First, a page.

The Impact of herbal leys on the health and performance of grazing lambs
Herbal leys, also known as multi-species pastures, are characterised by a combination of grasses, legumes and herbs. In grazing systems, increasing the biodiversity of the sward is one possible strategy that could reduce the reliance on chemical anthelmintics, with legumes and herbs being rich in compounds with potential anthelmintic properties. It is believed that herbal leys could help to:
- reduce worm burdens in grazing lambs
- maintain/improve liveweight gain
- reduce the need for fertiliser input
This project, involving three farmers from Ceredigion and Carmarthenshire, aimed to assess the effect of using a herbal ley in comparison to a more conventional ryegrass and clover ley, in its effect on both daily liveweight gain and worm burdens of growing lambs.
- On each of the three farms, one field was split into two plots of equal size (ranging from 1ha to 3ha per plot), with one plot sown with two ‘off the shelf’ seed mixes.
- The herbal ley used was a mix of 50% perennial ryegrass varieties and other species such as chicory, plantain, yarrow, timothy and white clover.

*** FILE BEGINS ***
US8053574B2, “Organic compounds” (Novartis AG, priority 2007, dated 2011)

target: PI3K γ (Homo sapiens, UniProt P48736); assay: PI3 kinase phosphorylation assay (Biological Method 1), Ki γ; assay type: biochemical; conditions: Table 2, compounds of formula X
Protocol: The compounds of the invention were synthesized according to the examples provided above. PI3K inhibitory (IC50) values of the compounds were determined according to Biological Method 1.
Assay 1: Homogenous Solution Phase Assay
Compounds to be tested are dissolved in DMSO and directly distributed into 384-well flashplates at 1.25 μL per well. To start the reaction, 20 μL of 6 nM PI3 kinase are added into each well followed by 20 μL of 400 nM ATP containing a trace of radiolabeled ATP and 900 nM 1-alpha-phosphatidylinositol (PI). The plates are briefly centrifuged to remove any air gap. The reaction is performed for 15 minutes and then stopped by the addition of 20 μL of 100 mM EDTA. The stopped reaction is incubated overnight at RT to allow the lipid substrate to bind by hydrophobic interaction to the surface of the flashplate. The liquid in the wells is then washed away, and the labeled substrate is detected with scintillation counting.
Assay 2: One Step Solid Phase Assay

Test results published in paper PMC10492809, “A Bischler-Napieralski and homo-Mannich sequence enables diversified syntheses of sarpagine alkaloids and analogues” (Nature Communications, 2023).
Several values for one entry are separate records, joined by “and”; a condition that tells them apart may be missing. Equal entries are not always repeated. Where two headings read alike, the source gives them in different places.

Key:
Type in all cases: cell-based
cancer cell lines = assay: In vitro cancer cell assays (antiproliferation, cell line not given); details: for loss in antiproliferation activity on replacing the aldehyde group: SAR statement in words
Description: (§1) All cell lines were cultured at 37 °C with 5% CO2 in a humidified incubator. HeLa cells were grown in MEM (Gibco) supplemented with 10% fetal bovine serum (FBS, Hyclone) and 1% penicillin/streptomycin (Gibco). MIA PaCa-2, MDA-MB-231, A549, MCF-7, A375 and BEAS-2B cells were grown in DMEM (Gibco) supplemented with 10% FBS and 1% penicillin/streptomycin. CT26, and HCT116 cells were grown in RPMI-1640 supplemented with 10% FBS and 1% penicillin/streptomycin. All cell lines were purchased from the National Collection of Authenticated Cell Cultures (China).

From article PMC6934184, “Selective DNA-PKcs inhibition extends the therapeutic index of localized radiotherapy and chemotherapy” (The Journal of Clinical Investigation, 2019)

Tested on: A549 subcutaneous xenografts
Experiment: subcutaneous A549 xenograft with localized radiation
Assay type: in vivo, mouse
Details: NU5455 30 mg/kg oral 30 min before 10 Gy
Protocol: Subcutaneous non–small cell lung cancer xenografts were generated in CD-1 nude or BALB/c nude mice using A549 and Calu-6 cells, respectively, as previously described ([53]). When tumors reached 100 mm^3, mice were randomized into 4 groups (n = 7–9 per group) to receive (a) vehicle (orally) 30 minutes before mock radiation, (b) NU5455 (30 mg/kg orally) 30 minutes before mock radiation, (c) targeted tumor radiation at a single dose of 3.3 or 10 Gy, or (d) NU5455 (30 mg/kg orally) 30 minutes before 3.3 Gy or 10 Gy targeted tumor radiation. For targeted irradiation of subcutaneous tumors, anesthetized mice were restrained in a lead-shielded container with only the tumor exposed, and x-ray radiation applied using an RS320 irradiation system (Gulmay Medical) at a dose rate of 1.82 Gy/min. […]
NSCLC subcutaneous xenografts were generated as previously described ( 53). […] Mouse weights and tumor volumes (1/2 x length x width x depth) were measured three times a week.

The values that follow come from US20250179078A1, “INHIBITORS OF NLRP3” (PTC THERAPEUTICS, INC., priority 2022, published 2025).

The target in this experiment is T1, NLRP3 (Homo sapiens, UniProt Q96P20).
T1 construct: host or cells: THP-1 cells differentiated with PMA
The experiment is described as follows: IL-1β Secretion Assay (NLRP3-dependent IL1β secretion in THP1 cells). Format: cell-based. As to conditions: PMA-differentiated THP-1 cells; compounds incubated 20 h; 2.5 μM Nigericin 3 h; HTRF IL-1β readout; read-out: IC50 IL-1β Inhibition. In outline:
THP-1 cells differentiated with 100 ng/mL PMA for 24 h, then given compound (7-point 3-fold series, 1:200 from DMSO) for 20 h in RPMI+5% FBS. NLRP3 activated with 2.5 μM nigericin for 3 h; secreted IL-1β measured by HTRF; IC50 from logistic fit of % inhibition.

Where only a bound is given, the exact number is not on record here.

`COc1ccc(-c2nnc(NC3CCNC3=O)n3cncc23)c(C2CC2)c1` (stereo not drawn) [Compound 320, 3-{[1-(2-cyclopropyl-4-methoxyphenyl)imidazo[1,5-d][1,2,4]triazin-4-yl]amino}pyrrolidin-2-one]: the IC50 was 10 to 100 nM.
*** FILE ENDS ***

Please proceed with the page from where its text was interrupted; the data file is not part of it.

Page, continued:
- The conventional grass mix used was a more common perennial ryegrass, timothy and white clover mix.
- A worm burden was also evenly introduced onto the new pasture. The two plots on each farm were then subdivided into quarters to be rotationally grazed, with lambs grazing the plots from weaning to the end of October, grazing from 2500 kgDM/ha down to no lower than 1500 kgDM/ha.
- A sample of 10 lambs from each trial plot were weighed and faecal sampled across the three farms every two weeks throughout the period.
- On average, there was a 35% reduction in worm burden within the lambs on the herbal pasture in comparison to the conventional plots.
- The pasture grown by the herbal leys was comparative to the conventional pasture in terms of overall dry matter yield, with herbal leys responding better in dry conditions.
- Daily liveweight gains of the lambs on both the herbal and conventional plots were similar. The lambs on the herbal pasture had higher growth rates in 2022, probably due to the herbal leys dealing with the drought conditions better than the conventional leys.
- On average, the herbal pasture had a higher sugar content than the conventional pasture.
- The herbal pasture did not deplete the soils of calcium as much as the conventional pasture.
- It would be beneficial when using herbal pasture to have a 30+ day grazing rotation, as the 27/28 day rotation which the project was working on seemed to affect plant population by year 3, as far as having a reduced herbal population.